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The Ghost of Heritage Funds Past Comes to Haunt Alberta

But Danielle Smith’s TV speech won’t bring serious budgeting to the province.

David Climenhaga 22 Feb 2024Alberta Politics

David J. Climenhaga is an award-winning journalist, author, post-secondary teacher, poet and trade union communicator. He blogs at Follow him on X at @djclimenhaga.

I’ve never actually heard that there’s a ghost in the Premier’s office at the Alberta legislature, but apparently there’s a dusty old speech that was left in a drawer by some forgotten premier in the distant past. Peter Lougheed, probably.

It goes something like this.

“As we all know, Alberta is blessed with abundant natural resource wealth; however, the volatile price of oil and gas often has us riding a budget roller coaster from year to year.

“And trying to predict world oil and gas prices is much like predicting the weather during an Alberta spring….

“Bouncing between years of plenty, and then having to choose between incurring massive debt or cutting key social programs is not the recurring story Albertans want to see time and again.

“It is time for our province to implement a long-term strategic financial plan that gets us to a stable balanced budget each and every year with predictable and stable revenues to fund our core social programs.”

Do you remember hearing something that?

That’s because — so the legend goes — sooner or later every Alberta premier starts to wander around the office late at night, maybe with a drink in hand, or maybe not, and finally spies a desk drawer that hasn’t been opened in a long, long time.

They pry it open — it may take a while, because unused desk drawers can be sticky — and there’s the dusty speech, the paper on which it was written, possibly with Lougheed’s personal quill pen, brown and curling at the edges.

The premier sits down in his — or her — chair and begins to read….

“Say, this is pretty good stuff,” she thinks. “With a little change here or there, I could read it tomorrow.”

And so she does….

The words quoted above didn’t actually come from Lougheed’s pen, of course. They were taken right from the fresh, white, crisp and sharply computer printed pages of Premier Danielle Smith’s televised pre-budget speech to the province last night.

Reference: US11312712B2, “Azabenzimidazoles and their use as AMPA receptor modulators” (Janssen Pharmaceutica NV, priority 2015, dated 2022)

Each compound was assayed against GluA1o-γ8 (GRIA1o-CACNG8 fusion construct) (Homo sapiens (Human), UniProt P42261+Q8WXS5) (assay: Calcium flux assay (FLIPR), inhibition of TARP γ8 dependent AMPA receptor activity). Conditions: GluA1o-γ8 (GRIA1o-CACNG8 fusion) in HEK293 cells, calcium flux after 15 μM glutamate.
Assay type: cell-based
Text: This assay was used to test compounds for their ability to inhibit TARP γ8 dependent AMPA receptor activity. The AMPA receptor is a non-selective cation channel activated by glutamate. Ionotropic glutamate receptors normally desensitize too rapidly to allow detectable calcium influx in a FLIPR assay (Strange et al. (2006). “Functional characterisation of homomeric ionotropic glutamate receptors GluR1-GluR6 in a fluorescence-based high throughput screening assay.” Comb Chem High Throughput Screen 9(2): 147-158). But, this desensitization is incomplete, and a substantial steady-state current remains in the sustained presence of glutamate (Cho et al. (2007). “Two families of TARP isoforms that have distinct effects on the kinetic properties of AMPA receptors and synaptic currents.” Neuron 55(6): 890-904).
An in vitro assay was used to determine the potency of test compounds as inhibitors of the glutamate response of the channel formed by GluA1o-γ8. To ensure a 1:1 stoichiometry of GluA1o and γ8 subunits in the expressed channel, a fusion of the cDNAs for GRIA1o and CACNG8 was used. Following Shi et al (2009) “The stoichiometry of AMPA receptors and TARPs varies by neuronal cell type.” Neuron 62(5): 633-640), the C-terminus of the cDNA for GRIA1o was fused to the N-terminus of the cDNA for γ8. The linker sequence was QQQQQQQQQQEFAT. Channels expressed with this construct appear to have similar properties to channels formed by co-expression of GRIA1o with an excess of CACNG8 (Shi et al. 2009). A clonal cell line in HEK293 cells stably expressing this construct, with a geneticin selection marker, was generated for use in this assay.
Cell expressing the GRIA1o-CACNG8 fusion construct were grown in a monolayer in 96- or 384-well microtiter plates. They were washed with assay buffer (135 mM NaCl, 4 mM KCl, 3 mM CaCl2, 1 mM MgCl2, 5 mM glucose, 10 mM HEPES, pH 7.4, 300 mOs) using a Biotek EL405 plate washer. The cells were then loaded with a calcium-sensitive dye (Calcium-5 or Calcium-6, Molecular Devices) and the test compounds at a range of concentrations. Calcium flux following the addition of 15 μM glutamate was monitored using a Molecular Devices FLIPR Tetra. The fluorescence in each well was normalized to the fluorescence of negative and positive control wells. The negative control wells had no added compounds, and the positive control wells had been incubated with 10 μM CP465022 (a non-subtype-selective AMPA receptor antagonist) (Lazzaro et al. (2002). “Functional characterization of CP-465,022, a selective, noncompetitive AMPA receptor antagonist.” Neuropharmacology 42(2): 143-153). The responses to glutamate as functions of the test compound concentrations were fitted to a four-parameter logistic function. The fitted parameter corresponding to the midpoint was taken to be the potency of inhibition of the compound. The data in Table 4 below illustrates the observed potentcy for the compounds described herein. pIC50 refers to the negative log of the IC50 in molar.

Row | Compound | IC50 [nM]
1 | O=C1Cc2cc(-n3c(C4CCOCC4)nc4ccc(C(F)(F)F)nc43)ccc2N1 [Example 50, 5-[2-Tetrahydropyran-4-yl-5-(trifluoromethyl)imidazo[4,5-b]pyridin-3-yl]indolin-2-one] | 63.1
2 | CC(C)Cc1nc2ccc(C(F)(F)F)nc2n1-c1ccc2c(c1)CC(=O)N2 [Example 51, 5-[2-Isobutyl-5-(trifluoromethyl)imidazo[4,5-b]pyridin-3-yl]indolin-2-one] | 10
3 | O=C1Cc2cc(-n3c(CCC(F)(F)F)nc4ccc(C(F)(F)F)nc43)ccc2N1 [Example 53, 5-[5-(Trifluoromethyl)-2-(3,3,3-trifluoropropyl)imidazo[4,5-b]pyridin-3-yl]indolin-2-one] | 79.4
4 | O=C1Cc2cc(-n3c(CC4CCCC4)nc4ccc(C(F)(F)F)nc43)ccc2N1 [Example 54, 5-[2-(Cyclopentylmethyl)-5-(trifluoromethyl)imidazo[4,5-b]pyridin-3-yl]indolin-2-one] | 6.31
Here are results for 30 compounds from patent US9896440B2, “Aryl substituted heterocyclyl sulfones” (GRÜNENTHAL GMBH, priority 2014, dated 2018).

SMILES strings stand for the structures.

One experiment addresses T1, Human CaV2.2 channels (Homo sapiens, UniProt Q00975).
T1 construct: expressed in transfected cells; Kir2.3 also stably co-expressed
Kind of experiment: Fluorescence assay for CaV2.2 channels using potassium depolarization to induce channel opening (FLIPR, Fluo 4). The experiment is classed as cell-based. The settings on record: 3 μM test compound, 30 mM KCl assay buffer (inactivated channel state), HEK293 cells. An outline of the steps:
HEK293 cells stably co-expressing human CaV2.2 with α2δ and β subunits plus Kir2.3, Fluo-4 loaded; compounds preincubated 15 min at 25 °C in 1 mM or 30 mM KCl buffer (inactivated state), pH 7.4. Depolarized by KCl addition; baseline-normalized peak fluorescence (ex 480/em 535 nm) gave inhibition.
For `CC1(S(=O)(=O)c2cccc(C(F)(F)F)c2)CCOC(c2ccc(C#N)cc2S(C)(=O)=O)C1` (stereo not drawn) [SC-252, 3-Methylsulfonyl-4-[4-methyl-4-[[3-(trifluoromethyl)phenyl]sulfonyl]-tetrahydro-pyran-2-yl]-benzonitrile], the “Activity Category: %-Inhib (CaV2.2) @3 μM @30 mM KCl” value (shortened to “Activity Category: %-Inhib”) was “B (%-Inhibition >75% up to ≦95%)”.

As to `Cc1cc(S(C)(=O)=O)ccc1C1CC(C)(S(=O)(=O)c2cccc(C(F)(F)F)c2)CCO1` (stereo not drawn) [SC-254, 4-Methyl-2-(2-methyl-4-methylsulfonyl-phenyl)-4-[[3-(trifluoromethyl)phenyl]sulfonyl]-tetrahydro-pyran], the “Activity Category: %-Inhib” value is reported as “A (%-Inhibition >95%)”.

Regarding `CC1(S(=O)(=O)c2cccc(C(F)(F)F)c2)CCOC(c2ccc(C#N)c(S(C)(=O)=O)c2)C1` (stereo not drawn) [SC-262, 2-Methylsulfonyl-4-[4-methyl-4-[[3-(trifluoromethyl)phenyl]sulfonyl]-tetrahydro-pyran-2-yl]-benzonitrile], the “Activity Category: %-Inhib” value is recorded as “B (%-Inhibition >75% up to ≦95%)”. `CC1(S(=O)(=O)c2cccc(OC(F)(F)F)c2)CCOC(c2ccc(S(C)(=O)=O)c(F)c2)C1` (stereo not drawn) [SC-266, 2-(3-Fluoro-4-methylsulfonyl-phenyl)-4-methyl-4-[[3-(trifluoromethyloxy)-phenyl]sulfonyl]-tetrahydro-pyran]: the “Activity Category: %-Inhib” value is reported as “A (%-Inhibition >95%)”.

But if you thought it sounded familiar, that’s OK, because it was. If you’ve been around Alberta for any time at all, you will have heard pretty much the same thing at one time or another from the mouths of Don Getty, Ralph Klein, Ed Stelmach, Alison Redford, Jim Prentice or Jason Kenney.

I don’t recall Dave Hancock saying anything like that, but he wasn’t really around as premier long enough to do anything except get his portrait on the wall.

As for Rachel Notley, I can hardly recall what she said about taxes once she became premier, but whatever it was, she delivered pretty much what her predecessor Prentice had promised.

Getting back to Smith’s eight-minute video… other than going back on a promised tax cut, giving a shoutout to Klein and taking a cheap shot at the federal Liberals for letting the prime minister come to Edmonton to make the UCP look foolish by spending some money on the housing crisis, she stuck pretty close to the legendary Lougheed speech.

“Bluntly stated, our province has become unsustainably dependent on non-renewable resource revenues,” she said. This is true.

But we just can’t rely on non-renewable resource revenues to balance Alberta’s budget year after year. “That is a recipe for massive debt and cuts to health and education whenever the price of oil takes a dip for a year or two — or more.” This is also true.

“It is not sustainable.” This is true in spades!

This was the moment that Smith almost had me.

She’s really going to do something, I thought, to solve the problems caused by Alberta’s ridiculous, childish approach to budgeting that has been the economic bane of this province since Getty was premier.

She’s really going to do it! She’s actually brave enough to impose a sales tax!

What the hell, I thought, why not? It took Nixon to go to China. (With a little push from Kissinger.) Why not Smith to impose a sales tax?

Then the letdown.

“Some say the answer is higher income taxes or a sales tax,” Smith went on. “I reject this.”

Of course she rejected it.

This is Alberta.

Instead, Smith promised austerity even if oil revenues stay high.

Rest assured, though, any money that gets pumped out of the ground will go somewhere.

Just not to anything we need here in Alberta.

Take note frustrated doctors and nurses thinking of leaving Alberta for greener pastures to the west or east, any dime you manage to pry out of the hands of Smith’s finance minister will be bent.

As for putting Alberta on a “path to prosperity that will last long after our last barrel of oil has been produced,” y’all know how likely that is to happen if austerity is the medication Smith prescribes to cure our province’s ills.

In a year or two, with an election looming and the NDP breathing down her neck, mark my words that Smith will pull out the provincial wallet and start spending once more.

The spectre that haunts Alberta — fair taxes — has disappeared again. Someday maybe a future premier, will find that speech. Maybe they’ll even dust it off and read it aloud.

Then they’ll stuff it back in the same drawer and forget about it just like all those other premiers did.

Face it, we’re never going to grow up and fix the problem with Alberta’s finances.

Alberta will remain forever the poor little rich kid of Confederation.  [Tyee]

Read more: Politics, Alberta

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